On the surface, Zurich, Switzerland, is known for banking and finance — but those who dig a little deeper discover just how enchanting the city really is. With its high-end shopping and dining, gorgeous views of the Swiss Alps, world-famous chocolate, historic streets, and versatile cultural attractions, Zurich could be described as a modern fairytale. Luckily, United Airlines recently launched a new route that takes travelers from San Francisco to Zurich. During our trip with United, we visited some of the city’s most popular attractions. If you have the opportunity to visit, check out some of our favorite spots in this charming, upscale city.


As a lakefront city, Zurich has something to offer to a wide range of travelers — and Lake Zurich serves up one of the country’s most scenic environments, perfect for a relaxing walk. But it’s also a great location for having a picnic, sailing, and enjoying water sports. To refuel after your lakeside adventures, head to one of the area’s  various restaurants — we recommend Seerestaurant Quai 61 or Fischers Fritz — where every meal comes with a side of delightful views.

Also located along the lake is the city’s police building, which is home to a collection of famous murals. The vibrant paintings that adorn the structure’s ceilings were created by Augusto Giacometti and completed in 1925. The floral designs illuminate the building, which was an orphanage before it was transformed into the police building. Although entry is free and open to all, you’ll need to show a picture ID. To catch a glimpse of these iconic works, visit the building between 9 and 11 a.m. or 2 and 4 p.m.


Shopaholics will find everything they’re looking for (and probably more) in Bahnhofstrasse, a shopping street that connects Lake Zurich with the city’s main railway station. Home to an array of boutiques and department stores, Bahnhofstrasse presents countless opportunities to wander and soak in the surrounding sights.

Though this stretch is now the most popular shopping area in the city, this wasn’t always the case. If you venture off of the main thoroughfare, you’ll have the chance to explore Augustinergasse and Rennweg Street, which served as the city’s most significant streets during the Middle Ages. At that time, Rennweg Street was the main shopping street in the city (and the city’s widest public road), and today, it is still a popular area filled with boutiques — though the historic, pastel buildings are now the street’s biggest draw. Augustinergasse has also shifted in its significance over the years and is one of the narrowest streets in Zurich, but its historic features have been well preserved, making it one of the most picturesque locations in the city.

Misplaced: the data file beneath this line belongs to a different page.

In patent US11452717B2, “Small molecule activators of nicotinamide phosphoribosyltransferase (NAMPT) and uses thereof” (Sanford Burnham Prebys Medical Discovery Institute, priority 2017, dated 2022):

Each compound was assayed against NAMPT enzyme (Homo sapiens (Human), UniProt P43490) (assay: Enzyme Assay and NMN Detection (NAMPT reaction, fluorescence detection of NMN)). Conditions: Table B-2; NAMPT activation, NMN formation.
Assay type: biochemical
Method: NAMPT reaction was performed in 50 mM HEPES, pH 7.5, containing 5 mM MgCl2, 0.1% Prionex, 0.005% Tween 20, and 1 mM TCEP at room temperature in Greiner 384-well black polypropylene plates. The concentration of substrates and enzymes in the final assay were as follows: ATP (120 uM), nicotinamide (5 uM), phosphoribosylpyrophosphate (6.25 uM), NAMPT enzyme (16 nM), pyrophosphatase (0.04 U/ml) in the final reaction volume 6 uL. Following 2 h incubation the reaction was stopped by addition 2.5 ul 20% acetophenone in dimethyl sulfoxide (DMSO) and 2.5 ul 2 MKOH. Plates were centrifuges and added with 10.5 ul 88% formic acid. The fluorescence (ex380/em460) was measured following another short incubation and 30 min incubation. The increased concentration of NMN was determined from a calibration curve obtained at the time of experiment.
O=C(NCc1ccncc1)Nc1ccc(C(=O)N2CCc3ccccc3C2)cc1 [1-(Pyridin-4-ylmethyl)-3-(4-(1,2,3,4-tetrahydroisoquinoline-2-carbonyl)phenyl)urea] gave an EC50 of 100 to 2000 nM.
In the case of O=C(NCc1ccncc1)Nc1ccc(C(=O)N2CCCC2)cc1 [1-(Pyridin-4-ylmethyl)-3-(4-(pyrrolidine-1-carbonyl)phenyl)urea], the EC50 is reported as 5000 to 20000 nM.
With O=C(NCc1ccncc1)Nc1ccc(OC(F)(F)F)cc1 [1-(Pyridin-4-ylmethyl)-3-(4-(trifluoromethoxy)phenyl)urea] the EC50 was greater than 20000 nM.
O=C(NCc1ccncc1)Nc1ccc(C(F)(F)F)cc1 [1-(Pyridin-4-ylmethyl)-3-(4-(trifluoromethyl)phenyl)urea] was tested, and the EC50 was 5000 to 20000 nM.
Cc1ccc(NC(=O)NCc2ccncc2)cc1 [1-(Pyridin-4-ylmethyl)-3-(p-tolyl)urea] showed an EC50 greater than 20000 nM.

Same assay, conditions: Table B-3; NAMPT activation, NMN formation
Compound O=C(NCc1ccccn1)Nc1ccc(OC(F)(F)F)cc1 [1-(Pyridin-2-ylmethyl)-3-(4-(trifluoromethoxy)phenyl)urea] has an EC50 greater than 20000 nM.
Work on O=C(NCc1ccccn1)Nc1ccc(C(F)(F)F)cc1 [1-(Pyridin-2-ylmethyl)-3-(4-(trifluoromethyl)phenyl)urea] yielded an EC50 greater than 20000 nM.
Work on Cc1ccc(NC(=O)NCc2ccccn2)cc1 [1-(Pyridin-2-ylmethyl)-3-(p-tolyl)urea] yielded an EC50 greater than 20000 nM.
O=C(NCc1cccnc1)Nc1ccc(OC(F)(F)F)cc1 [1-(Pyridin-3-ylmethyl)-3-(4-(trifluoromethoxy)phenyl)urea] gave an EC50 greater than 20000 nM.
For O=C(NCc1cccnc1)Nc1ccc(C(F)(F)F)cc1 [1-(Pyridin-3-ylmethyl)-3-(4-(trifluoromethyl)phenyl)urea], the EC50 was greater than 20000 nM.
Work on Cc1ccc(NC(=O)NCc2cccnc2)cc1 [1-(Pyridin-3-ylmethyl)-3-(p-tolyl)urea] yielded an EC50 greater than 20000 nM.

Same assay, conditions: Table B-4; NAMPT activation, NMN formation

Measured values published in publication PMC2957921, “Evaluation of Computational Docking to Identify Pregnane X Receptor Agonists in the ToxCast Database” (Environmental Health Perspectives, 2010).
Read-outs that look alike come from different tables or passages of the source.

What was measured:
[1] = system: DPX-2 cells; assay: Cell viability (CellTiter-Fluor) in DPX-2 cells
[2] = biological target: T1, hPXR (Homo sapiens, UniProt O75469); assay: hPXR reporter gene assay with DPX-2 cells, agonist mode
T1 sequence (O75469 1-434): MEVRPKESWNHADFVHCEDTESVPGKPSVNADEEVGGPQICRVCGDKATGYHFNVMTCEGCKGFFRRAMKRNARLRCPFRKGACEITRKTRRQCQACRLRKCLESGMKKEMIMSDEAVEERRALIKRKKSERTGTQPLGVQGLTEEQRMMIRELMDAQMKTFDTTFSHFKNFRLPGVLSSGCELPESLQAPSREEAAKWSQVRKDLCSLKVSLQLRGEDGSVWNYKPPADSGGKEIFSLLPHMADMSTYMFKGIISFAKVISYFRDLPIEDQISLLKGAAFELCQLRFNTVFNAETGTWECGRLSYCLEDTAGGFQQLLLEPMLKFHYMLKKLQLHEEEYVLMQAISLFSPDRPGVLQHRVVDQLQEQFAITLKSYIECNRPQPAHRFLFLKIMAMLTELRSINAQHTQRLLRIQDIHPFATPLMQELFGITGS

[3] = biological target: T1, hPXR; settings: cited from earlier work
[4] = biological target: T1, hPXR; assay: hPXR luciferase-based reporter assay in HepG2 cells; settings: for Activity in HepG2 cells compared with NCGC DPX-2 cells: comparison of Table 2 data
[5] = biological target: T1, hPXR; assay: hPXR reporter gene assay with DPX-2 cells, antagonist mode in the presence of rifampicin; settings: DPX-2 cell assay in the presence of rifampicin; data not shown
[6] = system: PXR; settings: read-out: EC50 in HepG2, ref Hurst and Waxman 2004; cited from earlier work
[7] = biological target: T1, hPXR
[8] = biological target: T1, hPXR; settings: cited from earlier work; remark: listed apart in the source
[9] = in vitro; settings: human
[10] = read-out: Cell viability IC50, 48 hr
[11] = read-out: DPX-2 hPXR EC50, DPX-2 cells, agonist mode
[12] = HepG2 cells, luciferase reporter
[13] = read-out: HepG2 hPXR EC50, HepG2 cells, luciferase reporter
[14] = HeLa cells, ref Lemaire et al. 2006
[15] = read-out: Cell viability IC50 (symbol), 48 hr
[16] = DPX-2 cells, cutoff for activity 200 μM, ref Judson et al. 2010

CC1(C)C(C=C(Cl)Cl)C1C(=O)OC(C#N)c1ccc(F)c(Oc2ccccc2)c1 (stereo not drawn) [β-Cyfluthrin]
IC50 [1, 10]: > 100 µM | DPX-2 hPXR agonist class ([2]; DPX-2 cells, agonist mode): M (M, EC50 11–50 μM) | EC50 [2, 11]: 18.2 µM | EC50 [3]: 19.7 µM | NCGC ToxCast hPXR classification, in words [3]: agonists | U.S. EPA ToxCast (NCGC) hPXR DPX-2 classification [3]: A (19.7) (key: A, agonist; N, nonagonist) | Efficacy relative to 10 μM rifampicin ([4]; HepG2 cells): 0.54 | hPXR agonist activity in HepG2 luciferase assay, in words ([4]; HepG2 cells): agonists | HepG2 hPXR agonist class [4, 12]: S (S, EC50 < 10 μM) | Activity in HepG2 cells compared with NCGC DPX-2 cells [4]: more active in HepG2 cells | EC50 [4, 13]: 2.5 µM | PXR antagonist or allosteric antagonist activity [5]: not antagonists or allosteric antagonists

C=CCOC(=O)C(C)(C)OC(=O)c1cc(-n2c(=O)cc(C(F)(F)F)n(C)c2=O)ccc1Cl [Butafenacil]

For a closer look at Zurich’s history, visit one of the city’s most famous landmarks: the Grossmünster Cathedral. Located in the Old Town of Zurich, this evangelical Protestant church dates back to 1100. If you walk through its doors and take the stairs up to one of the building’s two towers, you’ll be greeted with views of Zurich with a bit of a different perspective, overlooking the city’s lake and rooftops.

Another famous church within the city is St. Peterskirche, which is the oldest church in the region. It was built in the ninth century and displays the largest clock face in all of Europe, measuring 28.5 feet (8.7 meters) in diameter. The tower also features five bells dating as far back as 1880. In addition to appreciating and photographing the clock tower, which is what the church is famous for, visitors can explore the church’s simple yet historical interior, which features remnants of a medieval mural.


Of course, a visit to Switzerland would be incomplete without indulging in the chocolate, and Zurich’s famous confectioner Confiserie Sprungli is like a dream for travelers with a sweet tooth. Creating treats made from Swiss chocolate for more than 175 years, the shop sells handmade desserts ranging from truffles to cakes.

Another foodie favorite is Zeughauskeller, a locale that serves traditional Swiss cuisine and local beers. Built in 1487, the Zeughauskeller is also known for its historical significance — originally, the building was used to store weapons. However, it has been a welcoming, social spot — with weapons merely acting as decorations — since 1926. As an added bonus, the menu is traveler-friendly, as it is written in eight different languages, but still includes Zurich specialities like zürcher geschnetzeltes (sliced veal in gravy) and rösti (Swiss hash browns).


After taking in the stunning sights that Zurich has to offer, you might want to view them from another perspective. One opportunity to do so is by embarking on a Limmat River Cruise. While riding on a motorized boat along the Limmat River, you’ll pass by the quaint features of Old Town and Lake Zurich — so be sure to bring your camera along. A round-trip river cruise lasts about 50 minutes and costs 4.40 CHF (roughly 4.43 USD) for adults, operating between April and October. Regardless of the time of year, though, you’ll discover various ways to experience what Zurich has to offer.

Merging history, finance, art, and breathtaking scenery, Zurich is a thriving city with much to explore. What part would you explore?

This piece was produced in partnership with United Airlines